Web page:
Ask your agent to call the listing agent and request the status be changed.
If that does not happen, ask your agent to "report MLS violation"
If that does not work and only after,...
go to the local Association of Realtors office and speak with the clerk.
Let them know and usually it will be taken care of.
More than likely this is on a short sale.
Many agents see no reason why they should not leave it active even after they have accepted an offer.
the only problem is, it is against the rules and fellow REALTORS write the rules so all agents can work well together.
The problem with a property that is already been signed is it wastes so many peoples time.
think about it.
The home is off the market as it is in contract.
Many buyers look at it online - a waste of time
Many home buyers ask agents to show them the property - another waste of time
Then the agent schedules to show the property - another waste of time
The home seller may have to be home to show the property - another waste of time
The home buyer and the agent go to see a house that is no longer on the market - another waste of time.
Because of this rampant "status listing violation", many Home buyers agents have to have a conversation with the listing agent to Verify the property is indeed for sale and getting a hold of an agent sometimes can take 1- 2 days - another waste of time.
It has been my experience that if an agent does this, there may be other issues that may be less than par. Such as and trust me the list is endless
accepting yet another offer,.... and submitting it to the bank behind every ones back and you would never know as you have no idea who by name is in first position. Thus thinking you may have some sort of a shot being in "second position"
Harold Sharpe - Broker
So Cal Homes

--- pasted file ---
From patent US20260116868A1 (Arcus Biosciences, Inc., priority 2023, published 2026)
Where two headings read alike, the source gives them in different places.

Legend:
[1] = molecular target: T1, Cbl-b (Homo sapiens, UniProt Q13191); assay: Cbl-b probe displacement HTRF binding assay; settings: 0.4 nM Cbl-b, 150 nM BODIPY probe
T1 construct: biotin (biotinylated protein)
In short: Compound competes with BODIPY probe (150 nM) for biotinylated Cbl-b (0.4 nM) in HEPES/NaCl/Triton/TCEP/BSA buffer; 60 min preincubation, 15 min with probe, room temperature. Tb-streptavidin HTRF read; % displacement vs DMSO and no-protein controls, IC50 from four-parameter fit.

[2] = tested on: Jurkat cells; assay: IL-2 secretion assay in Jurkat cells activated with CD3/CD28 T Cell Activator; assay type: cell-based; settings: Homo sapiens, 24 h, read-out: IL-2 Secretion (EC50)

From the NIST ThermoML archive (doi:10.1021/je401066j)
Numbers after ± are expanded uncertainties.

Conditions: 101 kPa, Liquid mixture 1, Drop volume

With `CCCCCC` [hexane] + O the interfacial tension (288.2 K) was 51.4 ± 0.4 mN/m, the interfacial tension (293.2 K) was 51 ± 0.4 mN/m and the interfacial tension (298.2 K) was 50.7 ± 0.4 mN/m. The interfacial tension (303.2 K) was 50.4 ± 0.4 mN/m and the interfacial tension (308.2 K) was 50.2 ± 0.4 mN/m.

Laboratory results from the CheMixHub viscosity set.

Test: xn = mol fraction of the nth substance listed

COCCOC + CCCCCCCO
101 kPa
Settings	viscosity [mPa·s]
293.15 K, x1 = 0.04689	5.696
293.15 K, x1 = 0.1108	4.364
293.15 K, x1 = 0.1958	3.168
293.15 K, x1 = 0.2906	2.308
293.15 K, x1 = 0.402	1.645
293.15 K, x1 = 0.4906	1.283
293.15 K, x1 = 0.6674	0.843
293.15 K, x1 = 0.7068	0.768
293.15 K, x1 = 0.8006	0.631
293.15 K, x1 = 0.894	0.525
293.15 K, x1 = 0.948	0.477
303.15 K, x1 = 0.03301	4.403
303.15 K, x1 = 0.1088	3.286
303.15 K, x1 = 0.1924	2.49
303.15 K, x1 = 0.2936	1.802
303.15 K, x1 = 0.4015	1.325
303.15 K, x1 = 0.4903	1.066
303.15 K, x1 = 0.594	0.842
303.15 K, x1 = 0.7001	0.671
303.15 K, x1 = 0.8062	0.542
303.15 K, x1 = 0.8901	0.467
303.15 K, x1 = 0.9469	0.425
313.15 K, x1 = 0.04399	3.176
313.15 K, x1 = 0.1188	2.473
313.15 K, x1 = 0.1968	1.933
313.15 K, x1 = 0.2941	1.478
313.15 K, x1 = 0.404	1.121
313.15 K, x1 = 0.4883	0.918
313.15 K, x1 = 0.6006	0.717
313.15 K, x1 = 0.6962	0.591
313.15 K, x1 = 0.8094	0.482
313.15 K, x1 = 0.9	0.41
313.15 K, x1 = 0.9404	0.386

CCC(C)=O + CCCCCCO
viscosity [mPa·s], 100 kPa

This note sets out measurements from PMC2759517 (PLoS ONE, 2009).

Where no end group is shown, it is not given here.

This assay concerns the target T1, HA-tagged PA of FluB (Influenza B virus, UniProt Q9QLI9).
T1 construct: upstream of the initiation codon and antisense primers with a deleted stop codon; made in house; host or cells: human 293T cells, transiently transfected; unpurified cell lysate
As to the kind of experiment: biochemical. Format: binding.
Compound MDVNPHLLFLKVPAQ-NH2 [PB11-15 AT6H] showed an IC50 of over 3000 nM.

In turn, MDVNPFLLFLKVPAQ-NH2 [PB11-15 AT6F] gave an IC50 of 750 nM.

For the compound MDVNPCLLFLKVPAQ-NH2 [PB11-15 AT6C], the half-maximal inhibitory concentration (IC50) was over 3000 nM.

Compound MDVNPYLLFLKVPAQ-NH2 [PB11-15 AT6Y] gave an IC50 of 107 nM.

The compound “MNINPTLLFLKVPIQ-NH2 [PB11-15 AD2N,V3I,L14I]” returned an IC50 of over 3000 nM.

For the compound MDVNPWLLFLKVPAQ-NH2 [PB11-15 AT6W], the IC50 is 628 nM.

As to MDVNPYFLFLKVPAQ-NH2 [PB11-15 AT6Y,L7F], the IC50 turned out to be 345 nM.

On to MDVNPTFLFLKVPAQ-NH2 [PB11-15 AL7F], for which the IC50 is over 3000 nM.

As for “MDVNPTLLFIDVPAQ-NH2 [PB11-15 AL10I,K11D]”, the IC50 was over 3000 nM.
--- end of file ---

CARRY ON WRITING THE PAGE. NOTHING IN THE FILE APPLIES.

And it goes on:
California Department of Real Estate Broker License # 01312992
However, as also noted, sometimes the MLS status isn't promptly updated. So it's possible/likely that there is a primary offer.
If yours were the primary offer, you'd have put in a limited time frame so the offer couldn't be shopped around. And that, presumably, is what the buyers in first position did.
And there are plenty of ways for the sellers to accept an initial offer but welcome and encourage backups.
So, the scenario you outline (accepting a back-up without a primary) is technically impossible and, frankly, unnecessary.
For more information, ask your Realtor.
Hope that helps.
From there the MLS department should send out an email to the listing agent & to their broker notifying them of the apparent violation.
I use this Report Violation function especially on short sale listings that are showing Active, but also showing "Offer(s) submitted to Lien holder(s)", if a property is under contract it must show a status other than Active. In my opinion it's considered "deceptive advertising".
Shoot me an email directly should you want to discuss this further. I don't look back on this same Trula posting for answers after mine.
Emily S. Knell
Realtor Since 1996
Realty ONE Group
100% short sale success ratio
& I can Prove it
The Carrabba Group
Unethical, but happens all the time.